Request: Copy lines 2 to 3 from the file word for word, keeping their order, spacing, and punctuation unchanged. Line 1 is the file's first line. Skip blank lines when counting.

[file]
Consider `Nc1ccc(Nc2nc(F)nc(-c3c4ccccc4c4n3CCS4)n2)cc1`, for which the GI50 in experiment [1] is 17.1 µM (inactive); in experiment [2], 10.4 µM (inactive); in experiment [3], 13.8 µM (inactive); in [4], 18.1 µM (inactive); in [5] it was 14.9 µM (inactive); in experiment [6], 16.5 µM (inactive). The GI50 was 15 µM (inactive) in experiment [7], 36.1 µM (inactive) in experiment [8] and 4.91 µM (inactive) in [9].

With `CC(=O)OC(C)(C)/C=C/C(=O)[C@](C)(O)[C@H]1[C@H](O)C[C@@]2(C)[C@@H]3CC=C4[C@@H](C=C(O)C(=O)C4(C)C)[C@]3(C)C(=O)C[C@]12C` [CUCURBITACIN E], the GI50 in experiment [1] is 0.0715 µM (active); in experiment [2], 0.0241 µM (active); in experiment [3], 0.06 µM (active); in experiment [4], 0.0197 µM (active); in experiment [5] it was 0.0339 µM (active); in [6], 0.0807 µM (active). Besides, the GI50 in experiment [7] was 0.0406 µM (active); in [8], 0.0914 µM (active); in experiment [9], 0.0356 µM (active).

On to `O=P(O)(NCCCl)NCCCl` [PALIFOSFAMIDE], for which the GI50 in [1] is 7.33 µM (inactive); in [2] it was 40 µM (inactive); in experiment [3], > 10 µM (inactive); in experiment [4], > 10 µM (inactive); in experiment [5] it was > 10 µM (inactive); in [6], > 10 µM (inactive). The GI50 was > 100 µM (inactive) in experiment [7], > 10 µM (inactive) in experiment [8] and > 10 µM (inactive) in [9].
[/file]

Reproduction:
With `CC(=O)OC(C)(C)/C=C/C(=O)[C@](C)(O)[C@H]1[C@H](O)C[C@@]2(C)[C@@H]3CC=C4[C@@H](C=C(O)C(=O)C4(C)C)[C@]3(C)C(=O)C[C@]12C` [CUCURBITACIN E], the GI50 in experiment [1] is 0.0715 µM (active); in experiment [2], 0.0241 µM (active); in experiment [3], 0.06 µM (active); in experiment [4], 0.0197 µM (active); in experiment [5] it was 0.0339 µM (active); in [6], 0.0807 µM (active). Besides, the GI50 in experiment [7] was 0.0406 µM (active); in [8], 0.0914 µM (active); in experiment [9], 0.0356 µM (active).

On to `O=P(O)(NCCCl)NCCCl` [PALIFOSFAMIDE], for which the GI50 in [1] is 7.33 µM (inactive); in [2] it was 40 µM (inactive); in experiment [3], > 10 µM (inactive); in experiment [4], > 10 µM (inactive); in experiment [5] it was > 10 µM (inactive); in [6], > 10 µM (inactive). The GI50 was > 100 µM (inactive) in experiment [7], > 10 µM (inactive) in experiment [8] and > 10 µM (inactive) in [9].